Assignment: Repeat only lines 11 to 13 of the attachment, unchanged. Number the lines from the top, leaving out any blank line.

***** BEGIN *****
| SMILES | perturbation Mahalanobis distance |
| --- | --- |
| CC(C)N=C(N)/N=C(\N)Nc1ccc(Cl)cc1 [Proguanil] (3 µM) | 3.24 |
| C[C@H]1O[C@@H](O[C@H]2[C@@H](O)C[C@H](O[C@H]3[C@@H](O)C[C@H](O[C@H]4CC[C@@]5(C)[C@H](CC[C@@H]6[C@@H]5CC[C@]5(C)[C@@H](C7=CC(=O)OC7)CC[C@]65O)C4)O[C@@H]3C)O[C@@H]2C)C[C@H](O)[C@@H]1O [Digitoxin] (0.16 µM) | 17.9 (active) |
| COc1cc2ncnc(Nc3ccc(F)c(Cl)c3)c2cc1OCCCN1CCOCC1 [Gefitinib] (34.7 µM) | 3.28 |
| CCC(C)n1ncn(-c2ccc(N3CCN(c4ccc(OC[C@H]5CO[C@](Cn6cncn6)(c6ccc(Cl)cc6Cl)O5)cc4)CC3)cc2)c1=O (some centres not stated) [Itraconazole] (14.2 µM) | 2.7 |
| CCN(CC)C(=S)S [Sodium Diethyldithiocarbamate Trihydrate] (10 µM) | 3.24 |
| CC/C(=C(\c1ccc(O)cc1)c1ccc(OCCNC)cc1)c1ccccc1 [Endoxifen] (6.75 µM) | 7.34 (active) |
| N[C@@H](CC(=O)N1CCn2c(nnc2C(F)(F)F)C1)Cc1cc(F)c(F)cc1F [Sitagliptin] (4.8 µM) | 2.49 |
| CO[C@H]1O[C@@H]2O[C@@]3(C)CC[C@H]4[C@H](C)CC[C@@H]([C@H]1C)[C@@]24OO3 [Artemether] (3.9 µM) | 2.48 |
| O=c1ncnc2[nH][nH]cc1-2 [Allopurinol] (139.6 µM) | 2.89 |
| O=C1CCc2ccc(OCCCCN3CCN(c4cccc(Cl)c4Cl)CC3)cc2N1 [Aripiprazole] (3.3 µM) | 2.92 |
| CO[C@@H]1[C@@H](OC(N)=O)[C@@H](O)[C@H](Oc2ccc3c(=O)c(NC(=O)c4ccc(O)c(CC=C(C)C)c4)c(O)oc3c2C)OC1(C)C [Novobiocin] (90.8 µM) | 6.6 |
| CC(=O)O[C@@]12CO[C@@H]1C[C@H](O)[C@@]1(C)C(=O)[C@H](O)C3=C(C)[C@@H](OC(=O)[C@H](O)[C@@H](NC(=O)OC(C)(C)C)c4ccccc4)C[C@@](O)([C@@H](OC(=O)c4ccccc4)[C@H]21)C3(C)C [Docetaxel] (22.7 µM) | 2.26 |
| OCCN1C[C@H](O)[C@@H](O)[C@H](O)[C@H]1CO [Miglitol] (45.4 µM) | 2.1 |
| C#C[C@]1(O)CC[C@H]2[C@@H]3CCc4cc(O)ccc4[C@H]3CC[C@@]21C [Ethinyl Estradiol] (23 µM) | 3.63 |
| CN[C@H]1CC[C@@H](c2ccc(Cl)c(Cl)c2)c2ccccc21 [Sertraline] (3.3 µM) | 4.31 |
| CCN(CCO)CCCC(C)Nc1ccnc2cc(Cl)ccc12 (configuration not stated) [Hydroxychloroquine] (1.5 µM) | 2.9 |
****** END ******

| O=c1ncnc2[nH][nH]cc1-2 [Allopurinol] (139.6 µM) | 2.89 |
| O=C1CCc2ccc(OCCCCN3CCN(c4cccc(Cl)c4Cl)CC3)cc2N1 [Aripiprazole] (3.3 µM) | 2.92 |
| CO[C@@H]1[C@@H](OC(N)=O)[C@@H](O)[C@H](Oc2ccc3c(=O)c(NC(=O)c4ccc(O)c(CC=C(C)C)c4)c(O)oc3c2C)OC1(C)C [Novobiocin] (90.8 µM) | 6.6 |